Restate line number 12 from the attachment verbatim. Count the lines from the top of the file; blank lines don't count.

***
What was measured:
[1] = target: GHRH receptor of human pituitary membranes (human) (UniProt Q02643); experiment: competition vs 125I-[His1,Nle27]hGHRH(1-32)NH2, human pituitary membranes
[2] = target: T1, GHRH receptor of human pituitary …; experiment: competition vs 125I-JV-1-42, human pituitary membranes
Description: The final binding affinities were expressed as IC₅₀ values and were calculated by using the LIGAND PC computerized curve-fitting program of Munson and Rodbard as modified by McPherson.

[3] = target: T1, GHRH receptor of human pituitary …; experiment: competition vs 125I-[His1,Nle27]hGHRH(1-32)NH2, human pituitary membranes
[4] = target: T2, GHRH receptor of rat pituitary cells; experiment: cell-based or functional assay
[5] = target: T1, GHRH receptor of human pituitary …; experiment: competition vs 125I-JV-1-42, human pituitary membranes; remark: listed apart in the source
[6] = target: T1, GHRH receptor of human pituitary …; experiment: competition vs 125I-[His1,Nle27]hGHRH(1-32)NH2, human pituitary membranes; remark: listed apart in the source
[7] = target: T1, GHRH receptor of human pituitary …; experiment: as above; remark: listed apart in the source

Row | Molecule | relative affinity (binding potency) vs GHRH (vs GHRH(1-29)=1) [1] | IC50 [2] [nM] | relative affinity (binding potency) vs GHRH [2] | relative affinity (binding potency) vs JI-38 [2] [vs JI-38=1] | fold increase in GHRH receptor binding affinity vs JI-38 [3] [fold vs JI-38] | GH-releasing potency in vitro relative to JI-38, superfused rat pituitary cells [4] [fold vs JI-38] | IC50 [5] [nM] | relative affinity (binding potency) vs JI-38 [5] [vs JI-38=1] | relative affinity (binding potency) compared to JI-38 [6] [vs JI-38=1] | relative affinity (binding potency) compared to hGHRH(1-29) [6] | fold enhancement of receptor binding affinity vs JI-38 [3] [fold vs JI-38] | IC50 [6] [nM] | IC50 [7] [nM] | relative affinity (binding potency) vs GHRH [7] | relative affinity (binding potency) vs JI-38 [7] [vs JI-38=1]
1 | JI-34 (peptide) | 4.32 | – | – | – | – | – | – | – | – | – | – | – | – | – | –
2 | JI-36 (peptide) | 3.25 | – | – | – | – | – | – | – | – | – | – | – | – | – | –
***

2 | JI-36 (peptide) | 3.25 | – | – | – | – | – | – | – | – | – | – | – | – | – | –